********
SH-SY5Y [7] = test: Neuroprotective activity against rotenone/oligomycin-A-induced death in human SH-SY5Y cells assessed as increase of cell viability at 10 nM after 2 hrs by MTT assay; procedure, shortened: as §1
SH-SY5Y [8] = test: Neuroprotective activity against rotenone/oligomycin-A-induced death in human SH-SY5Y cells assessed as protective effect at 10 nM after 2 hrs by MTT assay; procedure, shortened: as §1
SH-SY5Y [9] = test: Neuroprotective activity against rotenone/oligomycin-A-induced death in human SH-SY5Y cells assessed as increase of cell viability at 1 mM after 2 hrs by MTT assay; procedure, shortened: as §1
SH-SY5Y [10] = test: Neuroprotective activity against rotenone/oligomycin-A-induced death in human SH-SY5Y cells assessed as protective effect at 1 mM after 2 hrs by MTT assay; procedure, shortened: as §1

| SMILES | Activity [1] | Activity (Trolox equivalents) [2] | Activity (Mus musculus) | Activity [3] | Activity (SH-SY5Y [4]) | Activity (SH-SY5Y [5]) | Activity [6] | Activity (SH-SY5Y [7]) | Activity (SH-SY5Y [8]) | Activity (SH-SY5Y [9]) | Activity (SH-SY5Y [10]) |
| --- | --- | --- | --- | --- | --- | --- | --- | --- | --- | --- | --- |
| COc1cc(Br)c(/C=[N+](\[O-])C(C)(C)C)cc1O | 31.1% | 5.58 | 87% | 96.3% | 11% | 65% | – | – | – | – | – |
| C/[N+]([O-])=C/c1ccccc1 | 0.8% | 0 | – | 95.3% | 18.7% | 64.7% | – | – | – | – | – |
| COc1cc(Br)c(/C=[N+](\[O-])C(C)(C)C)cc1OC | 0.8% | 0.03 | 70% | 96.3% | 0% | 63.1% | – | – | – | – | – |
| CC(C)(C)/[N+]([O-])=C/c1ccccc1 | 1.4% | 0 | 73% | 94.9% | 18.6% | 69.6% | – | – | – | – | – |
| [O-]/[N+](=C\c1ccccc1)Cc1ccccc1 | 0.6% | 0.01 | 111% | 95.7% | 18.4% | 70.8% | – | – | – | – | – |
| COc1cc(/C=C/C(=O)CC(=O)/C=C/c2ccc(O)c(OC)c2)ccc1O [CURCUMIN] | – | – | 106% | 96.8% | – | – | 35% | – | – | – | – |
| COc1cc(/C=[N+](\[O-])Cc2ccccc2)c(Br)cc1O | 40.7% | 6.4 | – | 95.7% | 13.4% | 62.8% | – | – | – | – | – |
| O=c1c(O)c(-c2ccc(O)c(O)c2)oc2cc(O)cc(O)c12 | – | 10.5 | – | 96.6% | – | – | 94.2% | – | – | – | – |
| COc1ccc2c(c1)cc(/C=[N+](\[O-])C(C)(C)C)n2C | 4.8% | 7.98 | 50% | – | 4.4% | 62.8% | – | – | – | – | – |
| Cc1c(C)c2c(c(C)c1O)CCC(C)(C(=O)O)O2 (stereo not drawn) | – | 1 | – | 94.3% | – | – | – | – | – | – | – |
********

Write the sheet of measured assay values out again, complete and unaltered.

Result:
SH-SY5Y [7] = test: Neuroprotective activity against rotenone/oligomycin-A-induced death in human SH-SY5Y cells assessed as increase of cell viability at 10 nM after 2 hrs by MTT assay; procedure, shortened: as §1
SH-SY5Y [8] = test: Neuroprotective activity against rotenone/oligomycin-A-induced death in human SH-SY5Y cells assessed as protective effect at 10 nM after 2 hrs by MTT assay; procedure, shortened: as §1
SH-SY5Y [9] = test: Neuroprotective activity against rotenone/oligomycin-A-induced death in human SH-SY5Y cells assessed as increase of cell viability at 1 mM after 2 hrs by MTT assay; procedure, shortened: as §1
SH-SY5Y [10] = test: Neuroprotective activity against rotenone/oligomycin-A-induced death in human SH-SY5Y cells assessed as protective effect at 1 mM after 2 hrs by MTT assay; procedure, shortened: as §1

| SMILES | Activity [1] | Activity (Trolox equivalents) [2] | Activity (Mus musculus) | Activity [3] | Activity (SH-SY5Y [4]) | Activity (SH-SY5Y [5]) | Activity [6] | Activity (SH-SY5Y [7]) | Activity (SH-SY5Y [8]) | Activity (SH-SY5Y [9]) | Activity (SH-SY5Y [10]) |
| --- | --- | --- | --- | --- | --- | --- | --- | --- | --- | --- | --- |
| COc1cc(Br)c(/C=[N+](\[O-])C(C)(C)C)cc1O | 31.1% | 5.58 | 87% | 96.3% | 11% | 65% | – | – | – | – | – |
| C/[N+]([O-])=C/c1ccccc1 | 0.8% | 0 | – | 95.3% | 18.7% | 64.7% | – | – | – | – | – |
| COc1cc(Br)c(/C=[N+](\[O-])C(C)(C)C)cc1OC | 0.8% | 0.03 | 70% | 96.3% | 0% | 63.1% | – | – | – | – | – |
| CC(C)(C)/[N+]([O-])=C/c1ccccc1 | 1.4% | 0 | 73% | 94.9% | 18.6% | 69.6% | – | – | – | – | – |
| [O-]/[N+](=C\c1ccccc1)Cc1ccccc1 | 0.6% | 0.01 | 111% | 95.7% | 18.4% | 70.8% | – | – | – | – | – |
| COc1cc(/C=C/C(=O)CC(=O)/C=C/c2ccc(O)c(OC)c2)ccc1O [CURCUMIN] | – | – | 106% | 96.8% | – | – | 35% | – | – | – | – |
| COc1cc(/C=[N+](\[O-])Cc2ccccc2)c(Br)cc1O | 40.7% | 6.4 | – | 95.7% | 13.4% | 62.8% | – | – | – | – | – |
| O=c1c(O)c(-c2ccc(O)c(O)c2)oc2cc(O)cc(O)c12 | – | 10.5 | – | 96.6% | – | – | 94.2% | – | – | – | – |
| COc1ccc2c(c1)cc(/C=[N+](\[O-])C(C)(C)C)n2C | 4.8% | 7.98 | 50% | – | 4.4% | 62.8% | – | – | – | – | – |
| Cc1c(C)c2c(c(C)c1O)CCC(C)(C(=O)O)O2 (stereo not drawn) | – | 1 | – | 94.3% | – | – | – | – | – | – | – |